AMMAN (Reuters) - Syrian rebels said they shot a government warplane on Sunday near the southern city of Deraa along the border with Jordan but the plane was able to make an emergency landing at a nearby military airport.
They said fighters used anti-aircraft machine guns to hit the plane in a rural area near the southern city of Deraa, where Syria's uprising against Assad erupted in 2011 after it was flying low over rebel held territory.
The fighter jet, which is the second to have been hit this month in the same border area, was spotted going down but safely landing in the Thala airport close to the city of Sweida, they added.
"Our anti-aircraft machine guns shot the plane that had been on a reconnaissance flights from the morning," said Abdullah Masalmah, a rebel fighter from the Liwa al-Tawheed al-Jonoob brigade.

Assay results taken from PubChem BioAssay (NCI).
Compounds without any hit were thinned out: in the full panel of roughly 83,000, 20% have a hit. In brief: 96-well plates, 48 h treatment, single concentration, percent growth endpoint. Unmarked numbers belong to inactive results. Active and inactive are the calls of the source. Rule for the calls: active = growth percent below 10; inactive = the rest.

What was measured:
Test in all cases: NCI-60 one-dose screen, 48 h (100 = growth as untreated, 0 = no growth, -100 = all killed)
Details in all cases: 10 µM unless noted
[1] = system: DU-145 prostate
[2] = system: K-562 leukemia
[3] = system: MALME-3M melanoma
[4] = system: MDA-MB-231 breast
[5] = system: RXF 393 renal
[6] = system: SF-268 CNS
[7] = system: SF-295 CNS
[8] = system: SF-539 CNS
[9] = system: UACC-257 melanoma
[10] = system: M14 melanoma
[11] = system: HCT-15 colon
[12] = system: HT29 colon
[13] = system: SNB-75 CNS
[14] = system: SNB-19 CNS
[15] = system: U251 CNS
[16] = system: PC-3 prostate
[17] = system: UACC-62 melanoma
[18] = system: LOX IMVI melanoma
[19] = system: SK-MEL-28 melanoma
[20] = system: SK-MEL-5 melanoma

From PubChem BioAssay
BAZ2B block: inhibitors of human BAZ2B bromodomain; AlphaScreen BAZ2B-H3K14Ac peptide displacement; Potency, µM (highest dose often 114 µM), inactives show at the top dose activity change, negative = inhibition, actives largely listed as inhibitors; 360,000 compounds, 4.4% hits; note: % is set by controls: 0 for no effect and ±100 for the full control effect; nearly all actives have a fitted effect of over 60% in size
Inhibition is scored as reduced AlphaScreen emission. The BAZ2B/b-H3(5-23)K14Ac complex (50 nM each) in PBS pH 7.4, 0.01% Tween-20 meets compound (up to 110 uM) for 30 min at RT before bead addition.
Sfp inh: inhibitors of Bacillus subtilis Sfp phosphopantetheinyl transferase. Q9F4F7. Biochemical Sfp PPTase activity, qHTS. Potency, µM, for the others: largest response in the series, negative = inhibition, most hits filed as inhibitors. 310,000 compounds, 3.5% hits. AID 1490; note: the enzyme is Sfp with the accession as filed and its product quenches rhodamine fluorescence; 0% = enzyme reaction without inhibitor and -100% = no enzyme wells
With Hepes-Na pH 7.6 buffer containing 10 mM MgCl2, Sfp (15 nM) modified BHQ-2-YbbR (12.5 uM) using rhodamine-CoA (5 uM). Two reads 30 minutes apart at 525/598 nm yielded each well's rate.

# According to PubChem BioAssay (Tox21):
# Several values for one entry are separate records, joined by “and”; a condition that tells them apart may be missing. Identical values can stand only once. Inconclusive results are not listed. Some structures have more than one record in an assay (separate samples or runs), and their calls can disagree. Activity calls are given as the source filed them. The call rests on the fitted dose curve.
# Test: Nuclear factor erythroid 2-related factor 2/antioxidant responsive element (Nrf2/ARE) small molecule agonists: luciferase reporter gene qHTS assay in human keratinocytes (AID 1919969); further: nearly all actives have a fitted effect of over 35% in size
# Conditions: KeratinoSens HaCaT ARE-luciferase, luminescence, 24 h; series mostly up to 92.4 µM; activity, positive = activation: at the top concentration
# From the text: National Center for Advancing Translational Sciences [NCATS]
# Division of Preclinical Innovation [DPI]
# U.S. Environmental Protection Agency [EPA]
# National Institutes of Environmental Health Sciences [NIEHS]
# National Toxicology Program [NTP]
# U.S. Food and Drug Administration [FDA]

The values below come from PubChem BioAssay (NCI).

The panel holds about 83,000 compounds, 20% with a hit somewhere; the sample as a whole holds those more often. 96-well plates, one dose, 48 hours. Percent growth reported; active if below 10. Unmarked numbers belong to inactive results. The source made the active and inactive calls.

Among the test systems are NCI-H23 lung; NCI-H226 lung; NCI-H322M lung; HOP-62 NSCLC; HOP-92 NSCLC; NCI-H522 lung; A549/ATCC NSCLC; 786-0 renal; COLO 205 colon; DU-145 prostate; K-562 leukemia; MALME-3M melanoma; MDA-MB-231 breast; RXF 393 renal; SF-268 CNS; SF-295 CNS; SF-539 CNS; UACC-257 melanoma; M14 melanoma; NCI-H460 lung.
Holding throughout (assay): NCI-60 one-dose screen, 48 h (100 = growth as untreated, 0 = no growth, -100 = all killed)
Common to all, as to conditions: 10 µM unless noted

There were no reports of the incident on Syrian state media.
Rebels in southern Syria do not have sophisticated anti-aircraft abilities and have complained they are not getting advanced weapons that could strengthen their hand against the superior firepower of President Bashar al-Assad's armed forces.
Islamist militant brigades, some linked to al Qaeda, have become increasingly powerful among the rebels.
Gulf sources have said they are re-stocking rebels with weapons but the United States is keen to ensure that only relatively moderate rebel units receive the shipments.
(Reporting by Suleiman Al-Khalidi; Editing by Alison Williams)